My question, is why that particular location? Are there not enough community centers to service the Manhattan Muslim population? If not, why can't it be built somewhere else? I absolutely agree that they have every right to do what they are doing and the government should not interfere at all. But my problem is #1, the creator of the center and the decision to build it so close to Ground Zero, I think there should be a 1-mile perimeter surrounding it where no religious buildings should be put. #2, with the person who sold the property for this person in the first place, #3 the decision to throw salt in the wound of those (even those who have never even known someone from NY) still hurting. #4 why is this getting the green light to go along with smoothly, when there is a Christian church that was destroyed on 9/11 that has been bombarded with all kinds of red tape? #5 This becoming a political issue at all. If the people involved had common sense and compassion for tact and tolerance, this would not even be a discussion.

Posted by: Tess at August 18, 2010 2:53 PM

It's Manhattan. It's crowded. They need a mosque, and there's space available there. I don't really have an issue with it, personally. Beyond that, though, if the city's approved it, they should go ahead with it. Would anyone object to building a church or a synagogue there? If not, then why is the mosque so different?

Something else to consider is that distance in big, crowded cities like that is... not the same as it is out in the suburbs. In the 'burbs, two blocks away is on top of something, but in a place like Manhattan, two blocks away is huge. Odds are good you won't even be able to see it from Ground Zero itself.

Posted by: Dawn at August 18, 2010 3:53 PM

I'm torn.

On one hand, it's not at Ground Zero. It's two blocks away. Ground Zero, at the moment, is nothing but a construction zone as far as I know. I think people should stop being so sensitive and PC about everything. It's been nearly ten years, and it's time to employ some religious tolerance and get over the Toby Keith "boot in your ass" mentality that we've had for so long.

On the other hand... it's a Muslim building. Near the spot where militant Islamic radicals blew up buildings and killed thousands without a second thought. For many people, that hurts and always will.

So I really don't know where I fall on the spectrum. I empathize with the ones who don't want it up, but I can also understand the arguments of the ones that do. Is that a sign of being a mature grown-up?

Posted by: Stephanie at August 18, 2010 6:37 PM

look at me, lurker, coming out of the woodwork to comment...
but i think it would be interesting to see if a church is built a few blocks away from the site of the Oklahoma city bombings. timothy mcveigh was after all, a Christian zealot and thus the building of a church would a grievous insult to the victims of that tragedy.
just a thought...

Posted by: roselle at August 18, 2010 10:38 PM

I agree with Ann Elizabeth Adams. And a bunch of other people who stated eloquently that intolerance cuts both ways, and if you want to be allowed freedom and respect, yourself, you have no right to deny those things to others.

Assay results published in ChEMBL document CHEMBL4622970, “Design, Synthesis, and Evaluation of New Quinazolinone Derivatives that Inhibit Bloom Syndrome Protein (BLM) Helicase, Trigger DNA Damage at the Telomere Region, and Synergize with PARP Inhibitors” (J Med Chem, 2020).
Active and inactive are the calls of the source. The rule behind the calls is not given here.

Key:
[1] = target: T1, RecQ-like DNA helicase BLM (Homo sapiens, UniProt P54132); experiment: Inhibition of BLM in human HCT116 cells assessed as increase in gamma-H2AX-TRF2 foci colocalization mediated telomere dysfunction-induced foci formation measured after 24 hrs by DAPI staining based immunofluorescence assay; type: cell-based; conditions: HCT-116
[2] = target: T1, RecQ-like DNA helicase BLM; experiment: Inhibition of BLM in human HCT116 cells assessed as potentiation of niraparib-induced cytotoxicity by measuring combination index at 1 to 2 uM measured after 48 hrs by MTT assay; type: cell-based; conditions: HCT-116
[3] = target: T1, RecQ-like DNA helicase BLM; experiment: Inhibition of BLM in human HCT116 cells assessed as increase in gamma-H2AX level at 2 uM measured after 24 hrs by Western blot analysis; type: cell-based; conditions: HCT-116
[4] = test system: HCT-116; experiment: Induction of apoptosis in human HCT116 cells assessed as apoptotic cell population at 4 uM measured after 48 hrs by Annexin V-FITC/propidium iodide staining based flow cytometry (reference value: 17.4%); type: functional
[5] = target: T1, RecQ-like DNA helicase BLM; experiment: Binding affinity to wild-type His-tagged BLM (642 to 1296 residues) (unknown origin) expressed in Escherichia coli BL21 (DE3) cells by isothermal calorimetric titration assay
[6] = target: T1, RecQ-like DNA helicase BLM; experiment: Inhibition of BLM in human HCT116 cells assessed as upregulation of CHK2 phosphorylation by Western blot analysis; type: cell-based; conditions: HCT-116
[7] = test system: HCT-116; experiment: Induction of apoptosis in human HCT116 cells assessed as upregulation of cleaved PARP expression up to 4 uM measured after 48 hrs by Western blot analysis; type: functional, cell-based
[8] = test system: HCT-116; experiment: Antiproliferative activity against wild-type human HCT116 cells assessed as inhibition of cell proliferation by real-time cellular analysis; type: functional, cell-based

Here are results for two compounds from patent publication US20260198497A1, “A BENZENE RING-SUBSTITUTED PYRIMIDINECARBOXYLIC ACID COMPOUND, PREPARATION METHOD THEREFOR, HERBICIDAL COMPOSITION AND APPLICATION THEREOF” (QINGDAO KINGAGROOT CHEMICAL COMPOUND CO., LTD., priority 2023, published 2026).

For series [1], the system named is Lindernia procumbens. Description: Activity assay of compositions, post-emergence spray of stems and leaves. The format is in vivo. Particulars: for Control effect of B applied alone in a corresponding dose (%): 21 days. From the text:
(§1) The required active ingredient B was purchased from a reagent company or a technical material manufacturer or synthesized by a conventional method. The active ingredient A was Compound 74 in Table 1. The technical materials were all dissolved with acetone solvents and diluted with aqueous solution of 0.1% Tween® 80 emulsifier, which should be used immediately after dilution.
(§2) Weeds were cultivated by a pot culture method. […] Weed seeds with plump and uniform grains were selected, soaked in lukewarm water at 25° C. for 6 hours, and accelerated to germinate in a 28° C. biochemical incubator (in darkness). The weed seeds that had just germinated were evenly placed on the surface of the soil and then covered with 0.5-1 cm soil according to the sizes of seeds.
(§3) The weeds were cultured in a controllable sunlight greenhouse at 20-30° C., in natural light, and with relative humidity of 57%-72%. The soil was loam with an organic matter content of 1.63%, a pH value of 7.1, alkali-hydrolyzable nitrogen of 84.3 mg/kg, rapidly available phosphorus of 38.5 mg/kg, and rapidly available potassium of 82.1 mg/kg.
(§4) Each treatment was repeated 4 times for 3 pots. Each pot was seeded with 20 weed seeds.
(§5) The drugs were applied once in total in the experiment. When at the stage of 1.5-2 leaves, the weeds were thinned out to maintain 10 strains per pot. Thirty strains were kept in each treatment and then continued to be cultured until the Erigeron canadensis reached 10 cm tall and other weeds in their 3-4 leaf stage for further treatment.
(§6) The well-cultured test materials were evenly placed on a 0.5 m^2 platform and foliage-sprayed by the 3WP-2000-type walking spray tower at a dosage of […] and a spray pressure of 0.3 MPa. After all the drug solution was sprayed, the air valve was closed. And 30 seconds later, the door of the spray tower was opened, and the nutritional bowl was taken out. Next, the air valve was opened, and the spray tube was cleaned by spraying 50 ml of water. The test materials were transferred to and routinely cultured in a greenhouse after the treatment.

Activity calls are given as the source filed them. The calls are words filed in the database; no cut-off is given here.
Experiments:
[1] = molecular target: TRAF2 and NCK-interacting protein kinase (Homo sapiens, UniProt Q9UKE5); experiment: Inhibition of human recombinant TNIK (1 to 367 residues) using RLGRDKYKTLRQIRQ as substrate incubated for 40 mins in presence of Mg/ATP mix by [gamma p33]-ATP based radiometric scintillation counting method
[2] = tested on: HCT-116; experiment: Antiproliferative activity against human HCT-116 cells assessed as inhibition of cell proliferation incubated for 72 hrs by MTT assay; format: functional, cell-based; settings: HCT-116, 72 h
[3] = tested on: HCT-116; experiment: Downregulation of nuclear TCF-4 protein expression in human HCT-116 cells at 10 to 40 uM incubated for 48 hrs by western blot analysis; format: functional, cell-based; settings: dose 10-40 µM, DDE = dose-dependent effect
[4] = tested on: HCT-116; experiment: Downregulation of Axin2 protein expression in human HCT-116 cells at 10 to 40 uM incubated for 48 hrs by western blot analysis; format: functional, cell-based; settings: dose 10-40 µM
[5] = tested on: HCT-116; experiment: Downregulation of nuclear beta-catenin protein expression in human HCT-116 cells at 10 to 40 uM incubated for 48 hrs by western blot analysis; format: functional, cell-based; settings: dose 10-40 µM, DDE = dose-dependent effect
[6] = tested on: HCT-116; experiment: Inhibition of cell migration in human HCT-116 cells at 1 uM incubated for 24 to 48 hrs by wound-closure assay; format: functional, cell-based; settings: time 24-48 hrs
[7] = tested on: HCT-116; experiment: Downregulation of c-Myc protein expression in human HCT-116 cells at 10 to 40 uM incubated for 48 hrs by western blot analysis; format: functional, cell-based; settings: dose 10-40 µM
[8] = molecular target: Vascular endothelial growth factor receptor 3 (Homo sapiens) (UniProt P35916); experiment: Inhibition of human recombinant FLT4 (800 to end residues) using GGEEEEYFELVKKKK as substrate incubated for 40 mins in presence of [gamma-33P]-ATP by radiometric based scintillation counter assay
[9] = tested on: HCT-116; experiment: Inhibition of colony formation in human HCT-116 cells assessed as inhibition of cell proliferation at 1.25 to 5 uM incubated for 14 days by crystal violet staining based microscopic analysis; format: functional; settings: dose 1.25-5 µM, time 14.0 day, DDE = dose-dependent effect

Posted by: Jess at August 19, 2010 11:33 AM

Isn't it sad that this is an issue?

The 19 people who attacked NYC and DC were terrorists. Period. They were not representatives of Islam. Why can't we understand that?

I mean, we have heard time and time again that the so called 'Christians' who have murdered in the name of their religion are NOT representatives of Christianity. But mention that the terrorist was a Muslim and the whole religion is at fault.

As there is with all religions, like it or not, there are those who take the religion and twist it to their own advantage. Can we please stop blaming all who follow the religion for the sins of a few?

Build it. It's not at Ground Zero and there's a mosque already within 2 blocks of Ground Zero. Let's practice the tolerance that this Country was built on. The First Amendment of our great Constitution provides for the freedom to exercise one's does not limit this to any one religion.

Posted by: cyndy at August 19, 2010 4:22 PM

I know this is a few days old, but I wanted to respond. I am confused as to why this is bigger news than the announcement that we have pulled all combat troops out of Iraq.

Overall, I think there is an oversensitivity to anything surrounding 9/11 (maybe rightly so - I was only personally affected from afar); although, from the point of view of a large number of Muslims, our military has been creating a significant number of "ground zeros" right near their mosques...

Posted by: Melissa at August 19, 2010 9:33 PM

I'm late to the party but wanted to say that I find it hard to believe that there are those who claim to hew so absolutely to the constitution yet demand that this building not be built anywhere near ground zero. The contradiction is so obvious to me that I just don't get it....

Innocent Muslims died in the WTC, just as others of various religious persuasions did. I don't think Christians or even Americans can claim complete ownership over the impact of 9/11.

Posted by: pvz at August 27, 2010 6:37 PM